CNOOC: Unocal Bid Not About Politics
Associated Press | Jun3 27, 2005
By GARY GENTILE
Chinese state-controlled oil and gas company CNOOC Ltd. is waging a high-stakes public relations campaign to focus its bid for U.S. energy producer Unocal Corp. on shareholder value, and away from politics.
The company has hired high-powered public relations and lobbying teams to steer Unocal shareholders, regulatory bodies, legislators and the media away from the notion that the proposed deal is an attempt by the Chinese government to deprive the U.S. of vital energy resources.
CNOOC's CEO Fu Chengyu wrote in a letter to Congress Monday that the company is eager to have the U.S. government scrutinize the national security implications of the deal — seeking to address concerns already circulating among lawmakers.
Even before making public its $18.5 billion for Unocal last week, competing with a $16.6 billion deal with Chevron Corp., members of Congress sent President Bush a letter warning him of the threats posed by China's "pursuit of world energy resources."
A separate letter was passed around Congress late last week, also calling on the Bush administration to investigate — through the aegis of the Committee on Foreign Investment in the United States — the national security implications of the proposed deal.
In the face of such scrutiny, CNOOC has aggressively sought to paint its bid as a straight economic deal.
"This is a commercial deal, a commercial bid from one New York Stock Exchange listed company to another New York Stock Exchange listed company designed to improve shareholder value for both," said Mark Palmer, a managing director at Public Strategies Inc. of Austin, Texas, one of two public relations firms hired by CNOOC.
Public Strategies has close ties to President Bush. One of its top executives, Mark McKinnon, served as a media adviser to the Bush-Cheney campaign.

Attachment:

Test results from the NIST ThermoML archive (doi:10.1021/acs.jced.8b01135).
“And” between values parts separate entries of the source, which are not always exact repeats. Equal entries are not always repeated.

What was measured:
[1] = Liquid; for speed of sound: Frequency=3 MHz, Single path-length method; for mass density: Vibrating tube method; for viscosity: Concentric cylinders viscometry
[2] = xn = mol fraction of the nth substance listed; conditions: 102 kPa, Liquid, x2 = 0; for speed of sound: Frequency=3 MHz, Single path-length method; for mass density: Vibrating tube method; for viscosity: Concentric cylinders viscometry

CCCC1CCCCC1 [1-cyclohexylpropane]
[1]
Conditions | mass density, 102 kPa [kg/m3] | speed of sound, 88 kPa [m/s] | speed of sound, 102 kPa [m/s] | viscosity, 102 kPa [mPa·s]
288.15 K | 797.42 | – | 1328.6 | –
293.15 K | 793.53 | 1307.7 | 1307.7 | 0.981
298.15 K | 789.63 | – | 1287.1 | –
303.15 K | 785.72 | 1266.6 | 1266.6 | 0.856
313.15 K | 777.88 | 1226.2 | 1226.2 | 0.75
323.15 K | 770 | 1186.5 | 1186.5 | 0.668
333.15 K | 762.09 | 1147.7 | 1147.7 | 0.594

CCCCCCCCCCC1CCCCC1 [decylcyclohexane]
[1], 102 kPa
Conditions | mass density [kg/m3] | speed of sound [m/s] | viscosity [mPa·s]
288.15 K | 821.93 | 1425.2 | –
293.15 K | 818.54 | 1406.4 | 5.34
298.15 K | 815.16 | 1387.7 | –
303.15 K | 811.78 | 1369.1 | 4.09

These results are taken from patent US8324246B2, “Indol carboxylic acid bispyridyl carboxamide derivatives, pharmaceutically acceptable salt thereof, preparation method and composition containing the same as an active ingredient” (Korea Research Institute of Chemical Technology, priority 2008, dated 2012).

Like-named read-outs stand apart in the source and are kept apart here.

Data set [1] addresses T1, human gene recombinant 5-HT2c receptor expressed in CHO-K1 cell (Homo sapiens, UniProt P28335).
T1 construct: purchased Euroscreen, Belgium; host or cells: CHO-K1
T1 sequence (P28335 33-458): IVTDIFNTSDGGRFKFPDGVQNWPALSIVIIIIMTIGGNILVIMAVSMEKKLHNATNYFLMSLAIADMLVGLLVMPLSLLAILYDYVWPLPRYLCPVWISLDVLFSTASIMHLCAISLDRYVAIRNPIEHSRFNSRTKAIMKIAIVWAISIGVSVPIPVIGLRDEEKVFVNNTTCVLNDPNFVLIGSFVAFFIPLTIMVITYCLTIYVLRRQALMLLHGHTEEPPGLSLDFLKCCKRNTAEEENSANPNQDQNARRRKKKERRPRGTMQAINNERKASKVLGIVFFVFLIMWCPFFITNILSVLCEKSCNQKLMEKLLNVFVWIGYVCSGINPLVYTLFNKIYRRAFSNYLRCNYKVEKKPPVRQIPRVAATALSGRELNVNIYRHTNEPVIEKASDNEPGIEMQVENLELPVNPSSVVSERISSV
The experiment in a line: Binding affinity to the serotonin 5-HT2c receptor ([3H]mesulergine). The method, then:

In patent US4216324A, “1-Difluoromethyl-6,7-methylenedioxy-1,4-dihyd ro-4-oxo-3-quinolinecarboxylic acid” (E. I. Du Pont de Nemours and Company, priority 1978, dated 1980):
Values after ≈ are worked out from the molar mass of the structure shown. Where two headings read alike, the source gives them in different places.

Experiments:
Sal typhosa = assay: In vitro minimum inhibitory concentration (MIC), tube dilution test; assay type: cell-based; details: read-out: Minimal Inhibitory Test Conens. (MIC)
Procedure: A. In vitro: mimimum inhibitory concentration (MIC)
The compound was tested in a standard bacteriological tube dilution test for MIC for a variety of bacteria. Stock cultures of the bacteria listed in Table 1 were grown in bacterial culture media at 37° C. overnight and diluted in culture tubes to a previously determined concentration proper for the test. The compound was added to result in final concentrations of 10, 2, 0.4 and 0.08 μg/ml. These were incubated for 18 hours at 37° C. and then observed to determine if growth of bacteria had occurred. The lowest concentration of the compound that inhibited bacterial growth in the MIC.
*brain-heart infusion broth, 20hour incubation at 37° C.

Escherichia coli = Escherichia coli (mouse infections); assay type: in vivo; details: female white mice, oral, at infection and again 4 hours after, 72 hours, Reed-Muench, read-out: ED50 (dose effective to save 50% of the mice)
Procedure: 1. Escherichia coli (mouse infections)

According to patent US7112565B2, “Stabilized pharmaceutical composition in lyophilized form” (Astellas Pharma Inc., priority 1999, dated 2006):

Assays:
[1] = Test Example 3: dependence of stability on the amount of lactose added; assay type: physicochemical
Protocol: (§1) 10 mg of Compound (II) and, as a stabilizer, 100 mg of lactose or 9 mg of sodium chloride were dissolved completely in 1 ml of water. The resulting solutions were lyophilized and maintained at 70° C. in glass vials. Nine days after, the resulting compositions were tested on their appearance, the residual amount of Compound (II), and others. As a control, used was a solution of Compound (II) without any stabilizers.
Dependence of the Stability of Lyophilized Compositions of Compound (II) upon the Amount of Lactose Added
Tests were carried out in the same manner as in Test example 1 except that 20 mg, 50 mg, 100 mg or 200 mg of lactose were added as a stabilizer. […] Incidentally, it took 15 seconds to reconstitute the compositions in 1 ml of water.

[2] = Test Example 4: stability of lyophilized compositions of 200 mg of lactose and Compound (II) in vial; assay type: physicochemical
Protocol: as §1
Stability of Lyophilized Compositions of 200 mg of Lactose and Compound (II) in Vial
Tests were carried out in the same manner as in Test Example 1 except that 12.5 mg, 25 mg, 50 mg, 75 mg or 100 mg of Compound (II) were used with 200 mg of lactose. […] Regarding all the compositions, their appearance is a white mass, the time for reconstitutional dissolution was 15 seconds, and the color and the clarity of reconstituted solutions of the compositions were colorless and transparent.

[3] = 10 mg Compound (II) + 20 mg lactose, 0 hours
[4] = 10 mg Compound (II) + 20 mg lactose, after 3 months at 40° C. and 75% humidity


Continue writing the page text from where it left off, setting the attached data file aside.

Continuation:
McKinnon is not working on the CNOOC account, and Bush spokesman Scott McClellan sidestepped a question about the firm's close administration ties at a press briefing Monday.
In his letter to Congress, Fu attempted to address some of the concerns the deal raises about America's energy security by noting that Unocal's oil and gas production amounts to less than 1 percent of all U.S. consumption.
He also reiterated his belief that CNOOC's all-cash offer would benefit the shareholders of Unocal and that substantially all of the company's U.S.-based workers would retain their jobs if the merger were completed.
"We know this bid is historic for both companies and will be closely scrutinized by everyone involved," he said. "I want you to know that we encourage that review and welcome the opportunity to participate."
Last week, CNOOC also said it would continue to sell "substantially all" of the crude oil and natural gas produced by Unocal domestically to the U.S. market.
Even the choice of words is an issue. CNOOC has been framing its bid as a "friendly" offer and has objected to media describing the bid as "hostile" or even "unsolicited."
The company points out that Unocal had invited bids from companies, including CNOOC, before accepting Chevron's offer. CNOOC submitted its bid after the agreement between Chevron and Unocal only because its board insisted on doing an independent review of the transaction, delaying its offer.
CNOOC also notes that four of its eight board members are independent, non executive members in keeping with Securities and Exchange Commission guidelines for corporate governance. Those four are non-Chinese and the company's business, including board meetings, are conducted in English, the company points out.
CNOOC's lobbying and public relations effort also is focused on correcting what it sees as an outdated image of Unocal as an American oil and gas company.
The vast majority of Unocal's reserves are located in Asia and the company that once was famous for its "Union 76" filling stations sold that business long ago.
Unocal shares rose 32 cents, or 0.5 percent, to close at $66 on the New York Stock Exchange. Share for CNOOC Ltd. American Depositary Share rose 86 cents, or 1.6 percent, to $55.76, on the NYSE.